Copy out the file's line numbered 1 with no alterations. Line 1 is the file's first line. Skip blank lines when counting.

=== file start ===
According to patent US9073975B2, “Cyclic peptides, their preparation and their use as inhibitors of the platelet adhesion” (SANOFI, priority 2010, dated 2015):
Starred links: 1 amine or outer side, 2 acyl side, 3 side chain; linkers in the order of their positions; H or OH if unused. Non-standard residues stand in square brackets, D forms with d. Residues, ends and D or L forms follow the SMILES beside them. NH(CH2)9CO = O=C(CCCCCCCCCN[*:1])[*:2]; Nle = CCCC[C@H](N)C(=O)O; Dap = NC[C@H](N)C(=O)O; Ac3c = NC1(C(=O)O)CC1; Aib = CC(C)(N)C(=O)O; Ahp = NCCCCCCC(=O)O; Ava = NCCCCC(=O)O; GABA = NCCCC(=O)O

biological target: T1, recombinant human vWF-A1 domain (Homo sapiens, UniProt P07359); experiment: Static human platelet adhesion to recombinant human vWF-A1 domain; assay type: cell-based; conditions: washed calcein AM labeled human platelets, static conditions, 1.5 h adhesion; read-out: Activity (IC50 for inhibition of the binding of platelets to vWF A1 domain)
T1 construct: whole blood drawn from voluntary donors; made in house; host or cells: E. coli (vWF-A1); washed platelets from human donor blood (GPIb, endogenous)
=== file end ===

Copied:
According to patent US9073975B2, “Cyclic peptides, their preparation and their use as inhibitors of the platelet adhesion” (SANOFI, priority 2010, dated 2015):